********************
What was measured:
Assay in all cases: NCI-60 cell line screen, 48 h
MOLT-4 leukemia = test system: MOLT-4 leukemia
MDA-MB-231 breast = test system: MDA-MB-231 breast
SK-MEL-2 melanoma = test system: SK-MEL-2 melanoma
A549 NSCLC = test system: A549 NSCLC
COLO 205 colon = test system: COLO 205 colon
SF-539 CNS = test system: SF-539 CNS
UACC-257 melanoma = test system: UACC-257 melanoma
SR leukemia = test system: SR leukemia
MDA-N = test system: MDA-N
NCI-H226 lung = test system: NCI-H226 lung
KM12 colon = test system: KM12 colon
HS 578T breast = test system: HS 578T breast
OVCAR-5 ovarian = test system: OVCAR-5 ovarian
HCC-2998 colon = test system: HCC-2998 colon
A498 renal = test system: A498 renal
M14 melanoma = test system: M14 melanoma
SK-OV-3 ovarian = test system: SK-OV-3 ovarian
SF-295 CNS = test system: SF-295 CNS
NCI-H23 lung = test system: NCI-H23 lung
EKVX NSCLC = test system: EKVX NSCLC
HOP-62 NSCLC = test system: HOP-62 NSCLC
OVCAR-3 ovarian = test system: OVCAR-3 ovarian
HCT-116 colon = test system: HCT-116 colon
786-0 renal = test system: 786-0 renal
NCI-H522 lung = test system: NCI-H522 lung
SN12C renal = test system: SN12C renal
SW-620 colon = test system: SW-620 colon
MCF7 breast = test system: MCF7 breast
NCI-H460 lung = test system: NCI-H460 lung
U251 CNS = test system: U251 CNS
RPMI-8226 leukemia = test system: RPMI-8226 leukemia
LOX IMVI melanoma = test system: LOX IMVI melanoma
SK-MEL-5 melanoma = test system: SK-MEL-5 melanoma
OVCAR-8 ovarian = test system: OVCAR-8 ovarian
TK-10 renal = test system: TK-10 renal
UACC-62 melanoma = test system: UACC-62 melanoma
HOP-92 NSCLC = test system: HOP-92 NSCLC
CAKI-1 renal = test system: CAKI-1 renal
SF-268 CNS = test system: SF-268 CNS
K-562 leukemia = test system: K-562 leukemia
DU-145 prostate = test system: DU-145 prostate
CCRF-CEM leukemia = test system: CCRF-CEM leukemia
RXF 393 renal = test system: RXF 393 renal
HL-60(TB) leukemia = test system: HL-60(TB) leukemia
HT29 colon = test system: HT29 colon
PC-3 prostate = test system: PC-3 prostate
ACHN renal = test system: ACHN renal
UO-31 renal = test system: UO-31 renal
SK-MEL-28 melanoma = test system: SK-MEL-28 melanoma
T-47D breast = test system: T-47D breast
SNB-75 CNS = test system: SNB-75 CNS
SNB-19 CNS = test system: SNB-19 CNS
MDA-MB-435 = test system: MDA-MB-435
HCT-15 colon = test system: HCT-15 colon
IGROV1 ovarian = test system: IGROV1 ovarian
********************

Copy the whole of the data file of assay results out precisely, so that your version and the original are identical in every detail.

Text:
What was measured:
Assay in all cases: NCI-60 cell line screen, 48 h
MOLT-4 leukemia = test system: MOLT-4 leukemia
MDA-MB-231 breast = test system: MDA-MB-231 breast
SK-MEL-2 melanoma = test system: SK-MEL-2 melanoma
A549 NSCLC = test system: A549 NSCLC
COLO 205 colon = test system: COLO 205 colon
SF-539 CNS = test system: SF-539 CNS
UACC-257 melanoma = test system: UACC-257 melanoma
SR leukemia = test system: SR leukemia
MDA-N = test system: MDA-N
NCI-H226 lung = test system: NCI-H226 lung
KM12 colon = test system: KM12 colon
HS 578T breast = test system: HS 578T breast
OVCAR-5 ovarian = test system: OVCAR-5 ovarian
HCC-2998 colon = test system: HCC-2998 colon
A498 renal = test system: A498 renal
M14 melanoma = test system: M14 melanoma
SK-OV-3 ovarian = test system: SK-OV-3 ovarian
SF-295 CNS = test system: SF-295 CNS
NCI-H23 lung = test system: NCI-H23 lung
EKVX NSCLC = test system: EKVX NSCLC
HOP-62 NSCLC = test system: HOP-62 NSCLC
OVCAR-3 ovarian = test system: OVCAR-3 ovarian
HCT-116 colon = test system: HCT-116 colon
786-0 renal = test system: 786-0 renal
NCI-H522 lung = test system: NCI-H522 lung
SN12C renal = test system: SN12C renal
SW-620 colon = test system: SW-620 colon
MCF7 breast = test system: MCF7 breast
NCI-H460 lung = test system: NCI-H460 lung
U251 CNS = test system: U251 CNS
RPMI-8226 leukemia = test system: RPMI-8226 leukemia
LOX IMVI melanoma = test system: LOX IMVI melanoma
SK-MEL-5 melanoma = test system: SK-MEL-5 melanoma
OVCAR-8 ovarian = test system: OVCAR-8 ovarian
TK-10 renal = test system: TK-10 renal
UACC-62 melanoma = test system: UACC-62 melanoma
HOP-92 NSCLC = test system: HOP-92 NSCLC
CAKI-1 renal = test system: CAKI-1 renal
SF-268 CNS = test system: SF-268 CNS
K-562 leukemia = test system: K-562 leukemia
DU-145 prostate = test system: DU-145 prostate
CCRF-CEM leukemia = test system: CCRF-CEM leukemia
RXF 393 renal = test system: RXF 393 renal
HL-60(TB) leukemia = test system: HL-60(TB) leukemia
HT29 colon = test system: HT29 colon
PC-3 prostate = test system: PC-3 prostate
ACHN renal = test system: ACHN renal
UO-31 renal = test system: UO-31 renal
SK-MEL-28 melanoma = test system: SK-MEL-28 melanoma
T-47D breast = test system: T-47D breast
SNB-75 CNS = test system: SNB-75 CNS
SNB-19 CNS = test system: SNB-19 CNS
MDA-MB-435 = test system: MDA-MB-435
HCT-15 colon = test system: HCT-15 colon
IGROV1 ovarian = test system: IGROV1 ovarian